The Washington Redskins are at least considering the option to use the franchise tag on quarterback Kirk Cousins next year if no long-term deal can be struck.
Team president Bruce Allen said as much when asked if the franchise tag is an option in 2018.
“Yes,” he said, via JP Finlay of CSN Mid-Atlantic. “In the collective bargaining agreement, we really have one year and an option that we can do at the end of next season if we don’t get a contract.”
As Finlay notes, the option Allen refers to is actually three-fold. They can use the exclusive franchise tag, the non-exclusive franchise tag and the transition tag. The exclusive and non-exclusive tags both carry the same cost, which is roughly $34-35 million next year, while the transition tag would be closer to $28 million.
If Washington were to use the non-exclusive tag, then it Cousins could look for a long-term deal elswhere in the meantime. If he did land on another team, then Washington would receive two first-round picks in compensation.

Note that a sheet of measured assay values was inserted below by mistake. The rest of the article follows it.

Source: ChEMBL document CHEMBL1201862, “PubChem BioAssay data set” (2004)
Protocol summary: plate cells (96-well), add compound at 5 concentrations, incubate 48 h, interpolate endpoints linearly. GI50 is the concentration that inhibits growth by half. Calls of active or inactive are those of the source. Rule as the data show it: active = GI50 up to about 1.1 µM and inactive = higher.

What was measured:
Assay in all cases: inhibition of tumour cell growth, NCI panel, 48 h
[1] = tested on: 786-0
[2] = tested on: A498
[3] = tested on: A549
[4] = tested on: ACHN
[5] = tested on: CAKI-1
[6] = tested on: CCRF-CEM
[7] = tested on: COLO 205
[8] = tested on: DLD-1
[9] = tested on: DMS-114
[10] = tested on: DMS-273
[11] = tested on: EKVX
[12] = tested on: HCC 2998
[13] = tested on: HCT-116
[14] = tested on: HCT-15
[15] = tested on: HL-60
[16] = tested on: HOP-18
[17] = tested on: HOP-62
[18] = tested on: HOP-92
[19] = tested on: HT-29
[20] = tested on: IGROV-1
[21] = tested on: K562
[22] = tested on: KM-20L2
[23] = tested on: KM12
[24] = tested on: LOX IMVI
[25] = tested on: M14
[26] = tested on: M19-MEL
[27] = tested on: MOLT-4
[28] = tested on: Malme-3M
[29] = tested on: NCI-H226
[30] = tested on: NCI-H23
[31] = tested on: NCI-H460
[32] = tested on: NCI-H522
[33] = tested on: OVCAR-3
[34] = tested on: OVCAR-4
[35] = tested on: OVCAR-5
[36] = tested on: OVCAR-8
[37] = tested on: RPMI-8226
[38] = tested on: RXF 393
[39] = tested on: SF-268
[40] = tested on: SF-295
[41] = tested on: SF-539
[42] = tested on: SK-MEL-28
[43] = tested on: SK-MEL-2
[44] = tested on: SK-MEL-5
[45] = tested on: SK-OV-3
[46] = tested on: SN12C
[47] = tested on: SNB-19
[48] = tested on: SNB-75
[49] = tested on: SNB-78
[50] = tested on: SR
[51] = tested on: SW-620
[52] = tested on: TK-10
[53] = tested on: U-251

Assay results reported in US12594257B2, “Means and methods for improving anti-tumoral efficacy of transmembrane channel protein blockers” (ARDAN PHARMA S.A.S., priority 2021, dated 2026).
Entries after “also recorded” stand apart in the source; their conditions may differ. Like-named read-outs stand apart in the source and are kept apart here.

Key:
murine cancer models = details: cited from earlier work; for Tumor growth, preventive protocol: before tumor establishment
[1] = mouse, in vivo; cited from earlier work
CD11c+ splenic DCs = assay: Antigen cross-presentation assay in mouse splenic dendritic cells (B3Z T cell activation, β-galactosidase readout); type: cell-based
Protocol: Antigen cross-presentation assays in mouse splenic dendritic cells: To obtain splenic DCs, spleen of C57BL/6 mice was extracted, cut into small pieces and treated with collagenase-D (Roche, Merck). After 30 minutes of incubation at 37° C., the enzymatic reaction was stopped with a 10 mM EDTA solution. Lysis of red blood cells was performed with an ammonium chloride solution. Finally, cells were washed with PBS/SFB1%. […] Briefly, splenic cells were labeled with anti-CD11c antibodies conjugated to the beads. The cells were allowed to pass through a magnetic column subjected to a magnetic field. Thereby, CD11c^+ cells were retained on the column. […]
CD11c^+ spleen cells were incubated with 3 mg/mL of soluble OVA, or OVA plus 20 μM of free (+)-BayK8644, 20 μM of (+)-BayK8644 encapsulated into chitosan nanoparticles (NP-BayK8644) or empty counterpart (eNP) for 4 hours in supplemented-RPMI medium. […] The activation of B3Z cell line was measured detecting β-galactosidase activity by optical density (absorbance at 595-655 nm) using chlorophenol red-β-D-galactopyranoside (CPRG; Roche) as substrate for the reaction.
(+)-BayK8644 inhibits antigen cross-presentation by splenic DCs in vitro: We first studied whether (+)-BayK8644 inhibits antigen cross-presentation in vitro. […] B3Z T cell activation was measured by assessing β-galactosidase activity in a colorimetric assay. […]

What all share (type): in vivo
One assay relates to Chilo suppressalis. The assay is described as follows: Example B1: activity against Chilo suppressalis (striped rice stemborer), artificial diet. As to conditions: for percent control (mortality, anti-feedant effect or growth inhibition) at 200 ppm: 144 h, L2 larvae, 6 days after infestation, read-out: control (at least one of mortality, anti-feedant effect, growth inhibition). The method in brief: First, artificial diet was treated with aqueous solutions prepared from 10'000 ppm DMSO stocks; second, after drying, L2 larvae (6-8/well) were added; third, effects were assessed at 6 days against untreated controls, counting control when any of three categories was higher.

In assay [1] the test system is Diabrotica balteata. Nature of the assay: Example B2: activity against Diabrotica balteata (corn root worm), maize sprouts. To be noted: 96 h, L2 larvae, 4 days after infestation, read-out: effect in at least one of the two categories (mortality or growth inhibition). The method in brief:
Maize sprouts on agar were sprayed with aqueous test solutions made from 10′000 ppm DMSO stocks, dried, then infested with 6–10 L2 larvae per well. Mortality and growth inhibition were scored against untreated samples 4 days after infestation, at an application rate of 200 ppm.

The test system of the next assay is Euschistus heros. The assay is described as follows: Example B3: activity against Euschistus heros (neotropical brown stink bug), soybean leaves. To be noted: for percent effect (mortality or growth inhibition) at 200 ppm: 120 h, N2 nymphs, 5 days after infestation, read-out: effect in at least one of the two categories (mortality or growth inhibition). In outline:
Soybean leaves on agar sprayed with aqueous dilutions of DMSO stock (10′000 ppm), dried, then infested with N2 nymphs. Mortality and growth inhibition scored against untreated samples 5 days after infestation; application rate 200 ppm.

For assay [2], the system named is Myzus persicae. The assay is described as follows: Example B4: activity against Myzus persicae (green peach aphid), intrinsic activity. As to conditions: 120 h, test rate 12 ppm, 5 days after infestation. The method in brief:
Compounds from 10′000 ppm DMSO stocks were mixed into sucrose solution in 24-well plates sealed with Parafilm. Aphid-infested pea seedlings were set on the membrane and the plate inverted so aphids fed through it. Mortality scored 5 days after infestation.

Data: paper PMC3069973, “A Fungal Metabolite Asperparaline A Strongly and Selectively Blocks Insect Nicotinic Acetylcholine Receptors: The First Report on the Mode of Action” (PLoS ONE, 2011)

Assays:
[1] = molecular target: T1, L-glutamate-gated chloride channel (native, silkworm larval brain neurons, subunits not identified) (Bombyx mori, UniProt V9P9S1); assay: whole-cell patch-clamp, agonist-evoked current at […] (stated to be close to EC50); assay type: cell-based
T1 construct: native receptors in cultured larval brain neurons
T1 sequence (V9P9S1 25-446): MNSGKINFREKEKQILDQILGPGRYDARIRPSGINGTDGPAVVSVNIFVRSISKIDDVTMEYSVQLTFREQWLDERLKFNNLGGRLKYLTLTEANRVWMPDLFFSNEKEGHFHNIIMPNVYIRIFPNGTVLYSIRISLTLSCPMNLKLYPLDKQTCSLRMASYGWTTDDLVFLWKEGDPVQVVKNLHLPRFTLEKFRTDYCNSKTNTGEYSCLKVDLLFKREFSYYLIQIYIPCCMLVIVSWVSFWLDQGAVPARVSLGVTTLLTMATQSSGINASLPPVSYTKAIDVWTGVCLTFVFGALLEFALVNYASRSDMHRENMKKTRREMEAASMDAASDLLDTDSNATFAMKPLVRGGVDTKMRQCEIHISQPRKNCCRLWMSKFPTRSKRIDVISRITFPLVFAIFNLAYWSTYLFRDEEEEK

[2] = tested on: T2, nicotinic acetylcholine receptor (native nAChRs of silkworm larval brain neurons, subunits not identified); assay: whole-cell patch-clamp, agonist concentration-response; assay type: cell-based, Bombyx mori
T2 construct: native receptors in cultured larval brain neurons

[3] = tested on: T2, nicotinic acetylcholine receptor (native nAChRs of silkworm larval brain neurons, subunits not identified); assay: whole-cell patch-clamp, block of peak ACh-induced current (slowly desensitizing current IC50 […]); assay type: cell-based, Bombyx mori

The transition tag is cheaper, but it also comes with plenty of risk as a third-round pick would be the team’s only compensation if he does end up with another team.
“I think even Kirk said it, there’s a lot of players round the league who are on a one-year deal. It’s the nature of it, we’d like to get him a long-term deal and I think he should want to get one,” Allen said. “Kirk’s played well on a one-year contract the last two seasons.”
Cousins reportedly wasn’t interested in working out a long-term deal with Washington as of a couple months ago. It’s going to be interesting to see how things play out as he and his current team play out this string over the course of the next eight months or so. Obviously, it wouldn’t be the worst thing for him financially if he does see another franchise tag next year, because all that money is guaranteed.
Still, you have to believe he’d rather play for a team that believed in him enough to extend a long-term contract, which would include even more guaranteed cash.